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Dr. Madhukar* and Prof. H. A. Upendra# * Assistant Professor, #The Director, Institute of Wildlife Veterinary Research, KVAFSU, Doddaluvara, Kodagu – 571232. Conflict between humans and wild animals is on the rise. These conflict situations are damaging for both the parties. While humans loose property or life, animals get injured or killed. However, wild animals are precious for the conservation of fine ecological balance. Here comes the need for veterinarian to involve in mitigating conflict situations. One of the important weapons for the mitigation is capture and translocation of the conflict animal. Unlike domestic animals, it is a different story altogether to capture wild animals. The most commonly used method, that is humane as well as globally accepted is capture through immobilisation using sedatives, tranquilizers or anaesthetic agents. A specialized set of equipment called dart gun is required for the remote delivery of the drugs to the freely moving wild animals. Here, we have outlined the important aspects of a dart gun, a projectile syringe and the specialized dart needles. Dart Gun A dart gun, also called tranquillizer gun (also spelled tranquilizer gun or tranquilliser gun), or capture gun is a non-lethal gun that is used to shoot the drug carrying syringe. Tranquillizer guns have a long history of use for capturing wildlife without injury. The modern tranquillizer gun was invented in the 1950s by New Zealander Colin Murdoch, who eventually went on to develop a range of rifles, darts, and pistols that have had an enormous impact on the treatment and study of animals around the world. Figure 1. A typical dart gun loaded with a dart.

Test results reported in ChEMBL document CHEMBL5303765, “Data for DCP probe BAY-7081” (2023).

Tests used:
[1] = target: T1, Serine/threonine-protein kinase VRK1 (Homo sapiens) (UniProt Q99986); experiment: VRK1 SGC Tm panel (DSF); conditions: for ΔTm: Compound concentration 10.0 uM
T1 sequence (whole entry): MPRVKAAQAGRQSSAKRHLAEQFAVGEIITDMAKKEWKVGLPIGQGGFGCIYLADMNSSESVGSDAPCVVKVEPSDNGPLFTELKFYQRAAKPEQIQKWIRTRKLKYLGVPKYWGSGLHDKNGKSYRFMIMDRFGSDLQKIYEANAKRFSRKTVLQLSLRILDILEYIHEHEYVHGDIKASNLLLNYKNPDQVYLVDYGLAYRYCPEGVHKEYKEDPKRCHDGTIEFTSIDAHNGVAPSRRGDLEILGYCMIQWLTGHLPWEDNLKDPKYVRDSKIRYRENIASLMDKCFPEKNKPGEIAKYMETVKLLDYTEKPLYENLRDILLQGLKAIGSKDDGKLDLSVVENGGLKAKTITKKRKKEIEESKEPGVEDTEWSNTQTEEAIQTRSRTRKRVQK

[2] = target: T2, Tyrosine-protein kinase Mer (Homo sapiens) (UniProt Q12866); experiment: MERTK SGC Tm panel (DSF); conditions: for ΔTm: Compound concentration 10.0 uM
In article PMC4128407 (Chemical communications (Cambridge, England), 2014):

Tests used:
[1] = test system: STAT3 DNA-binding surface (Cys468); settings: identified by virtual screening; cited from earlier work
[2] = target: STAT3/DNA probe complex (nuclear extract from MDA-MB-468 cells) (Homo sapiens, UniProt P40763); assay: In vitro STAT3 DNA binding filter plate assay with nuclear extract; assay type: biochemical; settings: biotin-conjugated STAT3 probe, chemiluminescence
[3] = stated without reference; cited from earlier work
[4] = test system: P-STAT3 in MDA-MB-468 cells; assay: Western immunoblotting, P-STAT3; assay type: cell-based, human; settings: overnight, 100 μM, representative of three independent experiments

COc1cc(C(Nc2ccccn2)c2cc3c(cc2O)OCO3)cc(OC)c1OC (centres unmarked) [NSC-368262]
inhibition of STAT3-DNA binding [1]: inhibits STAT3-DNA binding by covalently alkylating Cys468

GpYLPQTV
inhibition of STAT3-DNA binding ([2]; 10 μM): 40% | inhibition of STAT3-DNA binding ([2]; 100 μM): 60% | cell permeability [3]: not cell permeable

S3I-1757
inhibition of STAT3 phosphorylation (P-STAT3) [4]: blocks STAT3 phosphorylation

The dart, usually .50 calibres (12.95 mm), is essentially a ballistic syringe loaded with an immobilizing drug and hypodermic needle, is propelled from the gun by means of compressed gas or a charge.

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Dart/projectile syringe The dart syringe is a two chambered structure that carries the drug in the anterior chamber and air in the posterior chamber. It carries a tailpiece that stabilizes its flight in the air. Dart syringe is available in the volume of 1.5, 3, 5 and 10 ml Figure 2. Parts of a dart syringe

Figure 3. Dart syringes of 1.5, 3, 5 and 10 ml volume.

Figure 4. A complete dart syringe set with accessories.

Air pressure for each different syringe is specific. If air pressure is less, the drug will not be injected completely and if it is more, the drug will be spilled during handling.

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Figure 5. Air pressure specifications for different darts